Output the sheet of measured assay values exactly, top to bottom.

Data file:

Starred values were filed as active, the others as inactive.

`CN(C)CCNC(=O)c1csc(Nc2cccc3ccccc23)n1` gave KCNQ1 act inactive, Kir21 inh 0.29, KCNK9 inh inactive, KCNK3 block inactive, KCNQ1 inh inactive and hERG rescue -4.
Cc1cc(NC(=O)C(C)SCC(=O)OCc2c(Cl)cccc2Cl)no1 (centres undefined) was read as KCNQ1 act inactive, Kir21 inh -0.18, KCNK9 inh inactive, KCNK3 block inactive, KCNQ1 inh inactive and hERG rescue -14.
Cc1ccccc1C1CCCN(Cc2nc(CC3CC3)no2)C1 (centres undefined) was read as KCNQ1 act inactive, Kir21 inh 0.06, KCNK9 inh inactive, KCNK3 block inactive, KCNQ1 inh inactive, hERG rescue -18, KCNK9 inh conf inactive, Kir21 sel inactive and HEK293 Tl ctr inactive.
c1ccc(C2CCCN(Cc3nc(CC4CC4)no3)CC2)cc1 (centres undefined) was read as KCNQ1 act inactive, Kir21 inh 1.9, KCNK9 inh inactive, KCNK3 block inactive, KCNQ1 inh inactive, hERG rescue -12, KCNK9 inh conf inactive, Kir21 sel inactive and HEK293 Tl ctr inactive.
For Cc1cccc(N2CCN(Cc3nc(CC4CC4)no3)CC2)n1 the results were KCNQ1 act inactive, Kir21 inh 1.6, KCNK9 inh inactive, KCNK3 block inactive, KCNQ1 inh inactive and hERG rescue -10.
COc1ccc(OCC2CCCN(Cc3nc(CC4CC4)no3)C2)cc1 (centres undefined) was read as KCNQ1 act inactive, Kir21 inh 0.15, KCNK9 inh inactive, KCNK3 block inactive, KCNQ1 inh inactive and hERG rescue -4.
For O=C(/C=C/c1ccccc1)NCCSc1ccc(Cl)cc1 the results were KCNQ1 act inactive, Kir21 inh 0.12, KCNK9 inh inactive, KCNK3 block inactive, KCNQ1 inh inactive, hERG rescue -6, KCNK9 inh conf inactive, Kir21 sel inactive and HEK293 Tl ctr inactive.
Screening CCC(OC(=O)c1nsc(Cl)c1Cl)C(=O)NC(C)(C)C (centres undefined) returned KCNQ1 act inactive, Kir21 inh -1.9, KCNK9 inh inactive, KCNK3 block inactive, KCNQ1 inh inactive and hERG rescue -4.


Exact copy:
Starred values were filed as active, the others as inactive.

`CN(C)CCNC(=O)c1csc(Nc2cccc3ccccc23)n1` gave KCNQ1 act inactive, Kir21 inh 0.29, KCNK9 inh inactive, KCNK3 block inactive, KCNQ1 inh inactive and hERG rescue -4.
Cc1cc(NC(=O)C(C)SCC(=O)OCc2c(Cl)cccc2Cl)no1 (centres undefined) was read as KCNQ1 act inactive, Kir21 inh -0.18, KCNK9 inh inactive, KCNK3 block inactive, KCNQ1 inh inactive and hERG rescue -14.
Cc1ccccc1C1CCCN(Cc2nc(CC3CC3)no2)C1 (centres undefined) was read as KCNQ1 act inactive, Kir21 inh 0.06, KCNK9 inh inactive, KCNK3 block inactive, KCNQ1 inh inactive, hERG rescue -18, KCNK9 inh conf inactive, Kir21 sel inactive and HEK293 Tl ctr inactive.
c1ccc(C2CCCN(Cc3nc(CC4CC4)no3)CC2)cc1 (centres undefined) was read as KCNQ1 act inactive, Kir21 inh 1.9, KCNK9 inh inactive, KCNK3 block inactive, KCNQ1 inh inactive, hERG rescue -12, KCNK9 inh conf inactive, Kir21 sel inactive and HEK293 Tl ctr inactive.
For Cc1cccc(N2CCN(Cc3nc(CC4CC4)no3)CC2)n1 the results were KCNQ1 act inactive, Kir21 inh 1.6, KCNK9 inh inactive, KCNK3 block inactive, KCNQ1 inh inactive and hERG rescue -10.
COc1ccc(OCC2CCCN(Cc3nc(CC4CC4)no3)C2)cc1 (centres undefined) was read as KCNQ1 act inactive, Kir21 inh 0.15, KCNK9 inh inactive, KCNK3 block inactive, KCNQ1 inh inactive and hERG rescue -4.
For O=C(/C=C/c1ccccc1)NCCSc1ccc(Cl)cc1 the results were KCNQ1 act inactive, Kir21 inh 0.12, KCNK9 inh inactive, KCNK3 block inactive, KCNQ1 inh inactive, hERG rescue -6, KCNK9 inh conf inactive, Kir21 sel inactive and HEK293 Tl ctr inactive.
Screening CCC(OC(=O)c1nsc(Cl)c1Cl)C(=O)NC(C)(C)C (centres undefined) returned KCNQ1 act inactive, Kir21 inh -1.9, KCNK9 inh inactive, KCNK3 block inactive, KCNQ1 inh inactive and hERG rescue -4.